We are experiencing a phenomenon that profoundly affects the industry, particularly the silicon intellectual property portion: application convergence-the combining of electronic subsystems that meld voice, data and video into all sorts of electronic equipment.
We are experiencing a phenomenon that profoundly affects the industry, particularly the silicon intellectual property portion: application convergence-the combining of electronic subsystems that meld voice, data and video into all sorts of electronic equipment. This convergence is helping to dictate how silicon IP vendors define, develop and market their products.
Driven by the consumer's hunger for features, various technologies are coming together in single appliances. Not far down the road will be cell phones with video capability.
Convergence can also mean different technologies combining for one application. Convergence is also vital in cars, where silicon vendors are developing processor-based chips that deal with several functions concurrently.
But application convergence poses a formidable challenge to silicon IP providers. Designing systems that deal with multiple technologies is not as simple as combining single application-specific subsystems within the same package. Such designs can result in systems with unnecessary redundancy. They also put an unnecessary strain on system resources, such as the OS, and require a larger memory footprint. Vendors must be able to integrate technologies efficiently.
One way to accomplish integration is via configurable-processing engines. One example is a soft microprocessor core that can process both video and audio information by using instruction-set extensions. Such a core results in a system that has a lower clock frequency and, hence, lower power, than one that uses two processor cores to handle audio and video separately. Configurable and extendable processor cores also allow you to choose the best combination of speed, area and power for a specific application.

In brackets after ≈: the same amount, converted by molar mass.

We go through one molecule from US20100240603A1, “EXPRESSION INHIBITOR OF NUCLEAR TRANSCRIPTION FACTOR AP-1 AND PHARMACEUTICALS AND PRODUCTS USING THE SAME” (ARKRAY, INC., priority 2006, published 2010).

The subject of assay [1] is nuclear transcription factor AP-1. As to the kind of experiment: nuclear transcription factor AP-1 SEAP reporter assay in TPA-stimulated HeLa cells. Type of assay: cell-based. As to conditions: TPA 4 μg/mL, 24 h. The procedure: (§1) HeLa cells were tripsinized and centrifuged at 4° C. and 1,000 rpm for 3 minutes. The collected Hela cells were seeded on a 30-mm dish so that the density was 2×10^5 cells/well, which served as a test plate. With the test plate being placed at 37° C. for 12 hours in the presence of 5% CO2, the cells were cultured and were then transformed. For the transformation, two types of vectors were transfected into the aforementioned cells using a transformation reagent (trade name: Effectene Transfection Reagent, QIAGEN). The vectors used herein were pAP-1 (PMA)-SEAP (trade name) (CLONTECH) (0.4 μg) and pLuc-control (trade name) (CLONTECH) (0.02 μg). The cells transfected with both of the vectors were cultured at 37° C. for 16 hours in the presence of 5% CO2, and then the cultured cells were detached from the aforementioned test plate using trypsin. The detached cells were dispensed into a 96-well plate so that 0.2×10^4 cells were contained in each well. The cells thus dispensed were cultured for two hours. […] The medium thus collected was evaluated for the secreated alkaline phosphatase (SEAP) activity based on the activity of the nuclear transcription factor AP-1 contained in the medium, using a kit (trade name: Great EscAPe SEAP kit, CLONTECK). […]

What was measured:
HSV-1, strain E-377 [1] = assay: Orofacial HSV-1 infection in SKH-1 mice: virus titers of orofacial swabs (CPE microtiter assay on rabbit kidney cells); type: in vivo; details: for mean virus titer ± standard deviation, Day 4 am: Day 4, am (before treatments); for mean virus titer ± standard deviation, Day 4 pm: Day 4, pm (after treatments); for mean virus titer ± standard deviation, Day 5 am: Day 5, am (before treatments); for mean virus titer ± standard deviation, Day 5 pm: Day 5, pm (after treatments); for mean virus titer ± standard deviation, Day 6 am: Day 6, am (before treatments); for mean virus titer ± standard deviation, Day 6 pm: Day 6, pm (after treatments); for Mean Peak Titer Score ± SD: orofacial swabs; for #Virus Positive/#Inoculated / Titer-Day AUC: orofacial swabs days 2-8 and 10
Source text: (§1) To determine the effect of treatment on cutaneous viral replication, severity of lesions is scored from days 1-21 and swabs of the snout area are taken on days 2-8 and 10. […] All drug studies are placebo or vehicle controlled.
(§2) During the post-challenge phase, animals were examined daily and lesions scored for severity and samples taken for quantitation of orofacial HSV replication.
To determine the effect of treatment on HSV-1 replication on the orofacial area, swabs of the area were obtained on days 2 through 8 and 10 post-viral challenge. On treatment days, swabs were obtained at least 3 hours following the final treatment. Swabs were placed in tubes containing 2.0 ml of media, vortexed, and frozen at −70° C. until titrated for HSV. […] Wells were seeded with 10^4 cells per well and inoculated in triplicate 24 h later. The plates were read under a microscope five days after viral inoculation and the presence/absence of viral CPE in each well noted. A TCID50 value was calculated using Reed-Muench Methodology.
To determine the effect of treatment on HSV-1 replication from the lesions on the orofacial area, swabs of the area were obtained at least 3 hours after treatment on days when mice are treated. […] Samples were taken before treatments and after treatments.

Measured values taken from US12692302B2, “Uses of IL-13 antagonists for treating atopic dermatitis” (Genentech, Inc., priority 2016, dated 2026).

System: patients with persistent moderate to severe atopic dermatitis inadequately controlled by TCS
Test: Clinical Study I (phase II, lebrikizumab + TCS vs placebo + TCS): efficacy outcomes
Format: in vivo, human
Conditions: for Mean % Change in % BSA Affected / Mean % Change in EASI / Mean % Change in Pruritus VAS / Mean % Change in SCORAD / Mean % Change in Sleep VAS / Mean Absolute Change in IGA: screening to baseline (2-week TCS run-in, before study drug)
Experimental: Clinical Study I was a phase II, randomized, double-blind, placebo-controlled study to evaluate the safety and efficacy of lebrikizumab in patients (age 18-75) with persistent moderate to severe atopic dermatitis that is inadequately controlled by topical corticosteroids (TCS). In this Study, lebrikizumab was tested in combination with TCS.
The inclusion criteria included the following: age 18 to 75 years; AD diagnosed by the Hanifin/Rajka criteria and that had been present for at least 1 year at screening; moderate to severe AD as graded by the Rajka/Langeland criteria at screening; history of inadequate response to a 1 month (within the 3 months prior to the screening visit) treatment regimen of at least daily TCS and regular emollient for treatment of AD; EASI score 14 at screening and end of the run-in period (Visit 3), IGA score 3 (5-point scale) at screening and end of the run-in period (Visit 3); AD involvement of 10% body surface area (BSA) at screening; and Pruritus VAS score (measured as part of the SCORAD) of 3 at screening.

The challenge of successfully designing silicon IP for application convergence goes beyond the technology you need to integrate application-specific subsystems. Vendors must also deal with the realities of shrinking design cycles and leaner design teams. To exponentially increase design complexity, you need a design team that can work with different technologies concurrently.
Those companies that wish to excel as silicon IP providers must adopt a business model that addresses the technological convergence of products and companies. The successful silicon IP providers will morph into silicon system providers and will offer a complete package: silicon; software; and, most important, end-use knowledge. The silicon IP provider that has proven knowledge of vertical markets is an invaluable member of the customer's team and, in fact, extends the customer's design expertise without additional head count.
Carl Schlachte is chief executive officer of ARC International (San Jose, Calif.).